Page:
When we panted our way up to Hemlock Pass on the trail to Melakwa Lake, Karen noticed a big tree, perhaps 20′ from the trail, that had its lower bark removed. Examining it, we discovered that the tree had been skinned alive by an American Black Bear, and that two other trees in the vicinity had experienced the same fate.
This was actually the fourth time we have seen this phenonmenon; in all cases in the Cascade and Olympic Mountains. When bears emerge from hibernation in the spring, they are REALLY hungry, and where there are no people or pic-a-nic baskets to consume, they turn to trees. Specifically, to the Pacific Silver Fir, though they are known to have less than selective taste in trees and will consume others as necessary. But the Pacific Silver Fir is apparently the caviar of trees, and is targeted.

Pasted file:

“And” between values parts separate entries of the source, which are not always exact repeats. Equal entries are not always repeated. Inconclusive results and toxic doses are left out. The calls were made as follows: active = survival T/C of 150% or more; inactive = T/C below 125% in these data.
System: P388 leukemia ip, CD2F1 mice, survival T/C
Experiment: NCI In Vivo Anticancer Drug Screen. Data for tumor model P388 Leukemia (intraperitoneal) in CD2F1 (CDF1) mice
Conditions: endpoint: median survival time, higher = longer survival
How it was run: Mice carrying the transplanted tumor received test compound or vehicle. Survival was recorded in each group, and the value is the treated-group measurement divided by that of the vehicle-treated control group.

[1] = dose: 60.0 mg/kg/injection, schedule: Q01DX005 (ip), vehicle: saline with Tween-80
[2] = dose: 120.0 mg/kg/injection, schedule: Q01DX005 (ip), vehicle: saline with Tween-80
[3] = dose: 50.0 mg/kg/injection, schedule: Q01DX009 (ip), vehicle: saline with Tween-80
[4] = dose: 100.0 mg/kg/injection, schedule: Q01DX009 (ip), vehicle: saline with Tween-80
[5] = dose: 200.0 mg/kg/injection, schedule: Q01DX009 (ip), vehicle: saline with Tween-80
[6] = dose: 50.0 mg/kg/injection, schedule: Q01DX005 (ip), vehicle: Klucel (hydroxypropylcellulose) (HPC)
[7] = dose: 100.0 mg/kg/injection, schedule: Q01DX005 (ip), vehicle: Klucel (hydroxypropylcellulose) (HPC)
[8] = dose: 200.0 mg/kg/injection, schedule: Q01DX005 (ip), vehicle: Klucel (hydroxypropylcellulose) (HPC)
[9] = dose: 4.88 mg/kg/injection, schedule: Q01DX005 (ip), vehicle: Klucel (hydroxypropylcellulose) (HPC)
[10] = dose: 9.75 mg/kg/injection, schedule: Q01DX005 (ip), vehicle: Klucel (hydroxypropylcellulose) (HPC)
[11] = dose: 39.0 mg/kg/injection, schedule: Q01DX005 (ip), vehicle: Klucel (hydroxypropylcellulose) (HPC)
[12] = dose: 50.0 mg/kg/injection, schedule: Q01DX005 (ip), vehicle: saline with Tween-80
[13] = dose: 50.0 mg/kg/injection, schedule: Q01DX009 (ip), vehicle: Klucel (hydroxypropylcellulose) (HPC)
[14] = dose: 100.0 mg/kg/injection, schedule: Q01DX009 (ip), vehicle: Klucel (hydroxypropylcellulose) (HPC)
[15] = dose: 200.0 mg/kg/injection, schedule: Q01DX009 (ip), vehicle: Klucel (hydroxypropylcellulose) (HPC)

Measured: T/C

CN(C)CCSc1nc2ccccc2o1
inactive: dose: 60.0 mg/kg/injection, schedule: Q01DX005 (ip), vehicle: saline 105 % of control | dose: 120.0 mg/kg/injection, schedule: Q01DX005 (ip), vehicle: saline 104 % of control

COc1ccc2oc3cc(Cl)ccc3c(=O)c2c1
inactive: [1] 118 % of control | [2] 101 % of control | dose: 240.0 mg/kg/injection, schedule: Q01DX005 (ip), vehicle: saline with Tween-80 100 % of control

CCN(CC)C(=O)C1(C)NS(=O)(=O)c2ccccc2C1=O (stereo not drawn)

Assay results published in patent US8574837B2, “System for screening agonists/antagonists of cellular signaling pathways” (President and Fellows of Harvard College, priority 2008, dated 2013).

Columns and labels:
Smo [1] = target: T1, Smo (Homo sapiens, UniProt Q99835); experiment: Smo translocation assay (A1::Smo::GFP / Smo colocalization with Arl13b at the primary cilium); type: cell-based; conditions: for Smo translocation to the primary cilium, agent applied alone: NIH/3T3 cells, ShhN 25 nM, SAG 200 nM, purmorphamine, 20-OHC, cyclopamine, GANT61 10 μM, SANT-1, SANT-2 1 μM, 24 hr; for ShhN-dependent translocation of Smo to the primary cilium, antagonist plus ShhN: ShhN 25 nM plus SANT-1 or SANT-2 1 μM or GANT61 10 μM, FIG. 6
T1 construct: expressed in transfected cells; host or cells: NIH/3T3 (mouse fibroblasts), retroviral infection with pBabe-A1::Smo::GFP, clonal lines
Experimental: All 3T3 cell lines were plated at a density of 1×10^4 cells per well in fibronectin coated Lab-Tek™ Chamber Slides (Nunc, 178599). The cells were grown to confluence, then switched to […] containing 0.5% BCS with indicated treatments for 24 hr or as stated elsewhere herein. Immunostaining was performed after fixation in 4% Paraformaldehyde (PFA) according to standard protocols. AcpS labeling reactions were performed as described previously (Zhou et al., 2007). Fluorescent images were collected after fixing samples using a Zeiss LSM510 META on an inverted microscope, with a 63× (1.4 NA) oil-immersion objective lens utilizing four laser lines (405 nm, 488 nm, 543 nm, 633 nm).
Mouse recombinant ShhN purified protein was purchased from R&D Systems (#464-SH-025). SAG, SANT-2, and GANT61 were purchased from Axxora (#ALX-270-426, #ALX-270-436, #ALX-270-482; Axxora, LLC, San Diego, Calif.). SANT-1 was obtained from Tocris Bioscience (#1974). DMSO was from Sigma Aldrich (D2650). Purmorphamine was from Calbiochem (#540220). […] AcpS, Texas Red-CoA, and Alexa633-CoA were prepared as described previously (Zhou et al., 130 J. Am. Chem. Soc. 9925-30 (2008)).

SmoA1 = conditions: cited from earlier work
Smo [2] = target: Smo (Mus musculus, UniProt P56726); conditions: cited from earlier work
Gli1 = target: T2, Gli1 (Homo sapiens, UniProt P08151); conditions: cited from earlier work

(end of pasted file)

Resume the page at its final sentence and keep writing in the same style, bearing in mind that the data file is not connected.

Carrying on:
Can you imagine a bear coming up to a tree, delicately sniffing the bark and nibbling it to see if the taste is something exquisite? No? Neither can I. Instead, the bear roughly uses its claws to rip and shred the outer bark from a tree, then uses its front teeth (not its canines) to scrape the nutrient-rich phloem layer, which we call the “inner bark,” and consume the sugary treat. Mmmmmm …
You might think that foresters would dislike this bear habit, because it often girdles the trees and kills them. Right again! Foresters have long wrestled with strategies for discouraging bears from eating trees, even going so far as to put “vending machines” out in the woods where bears can get a treat that has similar nutritional properties as the trees, and is a lot easier for a lazy bear to exploit. Though I’m not sure where the bears are supposed to get the quarters for the vending machines … perhaps from campers’ pockets while they are “safely” asleep in their thin nylon tents?